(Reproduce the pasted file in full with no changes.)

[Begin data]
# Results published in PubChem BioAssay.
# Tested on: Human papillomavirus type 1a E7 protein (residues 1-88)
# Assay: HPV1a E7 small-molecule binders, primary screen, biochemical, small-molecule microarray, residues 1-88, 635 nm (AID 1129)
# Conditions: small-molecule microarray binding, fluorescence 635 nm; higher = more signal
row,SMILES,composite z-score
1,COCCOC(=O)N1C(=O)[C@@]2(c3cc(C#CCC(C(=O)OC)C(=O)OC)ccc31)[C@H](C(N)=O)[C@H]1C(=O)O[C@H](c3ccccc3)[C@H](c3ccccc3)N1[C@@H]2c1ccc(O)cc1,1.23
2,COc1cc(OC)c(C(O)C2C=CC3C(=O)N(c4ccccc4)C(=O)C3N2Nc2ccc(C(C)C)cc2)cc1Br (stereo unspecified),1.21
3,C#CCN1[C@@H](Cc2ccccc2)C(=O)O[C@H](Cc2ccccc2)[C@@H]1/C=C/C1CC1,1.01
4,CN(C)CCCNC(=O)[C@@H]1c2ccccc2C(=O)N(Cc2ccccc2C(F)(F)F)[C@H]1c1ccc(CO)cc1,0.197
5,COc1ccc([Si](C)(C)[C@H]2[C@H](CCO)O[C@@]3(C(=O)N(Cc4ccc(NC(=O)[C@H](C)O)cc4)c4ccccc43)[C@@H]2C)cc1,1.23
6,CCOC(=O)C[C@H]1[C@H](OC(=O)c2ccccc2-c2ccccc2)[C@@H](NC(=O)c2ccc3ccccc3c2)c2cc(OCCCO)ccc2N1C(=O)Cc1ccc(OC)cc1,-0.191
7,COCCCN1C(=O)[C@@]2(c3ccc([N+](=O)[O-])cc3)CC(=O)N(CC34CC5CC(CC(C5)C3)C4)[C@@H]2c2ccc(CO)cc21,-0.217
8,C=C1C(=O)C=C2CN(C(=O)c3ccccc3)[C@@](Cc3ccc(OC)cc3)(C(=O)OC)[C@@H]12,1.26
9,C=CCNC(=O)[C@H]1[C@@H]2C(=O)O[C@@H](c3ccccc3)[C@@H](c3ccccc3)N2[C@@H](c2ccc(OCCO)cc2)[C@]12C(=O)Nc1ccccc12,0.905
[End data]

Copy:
# Results published in PubChem BioAssay.
# Tested on: Human papillomavirus type 1a E7 protein (residues 1-88)
# Assay: HPV1a E7 small-molecule binders, primary screen, biochemical, small-molecule microarray, residues 1-88, 635 nm (AID 1129)
# Conditions: small-molecule microarray binding, fluorescence 635 nm; higher = more signal
row,SMILES,composite z-score
1,COCCOC(=O)N1C(=O)[C@@]2(c3cc(C#CCC(C(=O)OC)C(=O)OC)ccc31)[C@H](C(N)=O)[C@H]1C(=O)O[C@H](c3ccccc3)[C@H](c3ccccc3)N1[C@@H]2c1ccc(O)cc1,1.23
2,COc1cc(OC)c(C(O)C2C=CC3C(=O)N(c4ccccc4)C(=O)C3N2Nc2ccc(C(C)C)cc2)cc1Br (stereo unspecified),1.21
3,C#CCN1[C@@H](Cc2ccccc2)C(=O)O[C@H](Cc2ccccc2)[C@@H]1/C=C/C1CC1,1.01
4,CN(C)CCCNC(=O)[C@@H]1c2ccccc2C(=O)N(Cc2ccccc2C(F)(F)F)[C@H]1c1ccc(CO)cc1,0.197
5,COc1ccc([Si](C)(C)[C@H]2[C@H](CCO)O[C@@]3(C(=O)N(Cc4ccc(NC(=O)[C@H](C)O)cc4)c4ccccc43)[C@@H]2C)cc1,1.23
6,CCOC(=O)C[C@H]1[C@H](OC(=O)c2ccccc2-c2ccccc2)[C@@H](NC(=O)c2ccc3ccccc3c2)c2cc(OCCCO)ccc2N1C(=O)Cc1ccc(OC)cc1,-0.191
7,COCCCN1C(=O)[C@@]2(c3ccc([N+](=O)[O-])cc3)CC(=O)N(CC34CC5CC(CC(C5)C3)C4)[C@@H]2c2ccc(CO)cc21,-0.217
8,C=C1C(=O)C=C2CN(C(=O)c3ccccc3)[C@@](Cc3ccc(OC)cc3)(C(=O)OC)[C@@H]12,1.26
9,C=CCNC(=O)[C@H]1[C@@H]2C(=O)O[C@@H](c3ccccc3)[C@@H](c3ccccc3)N2[C@@H](c2ccc(OCCO)cc2)[C@]12C(=O)Nc1ccccc12,0.905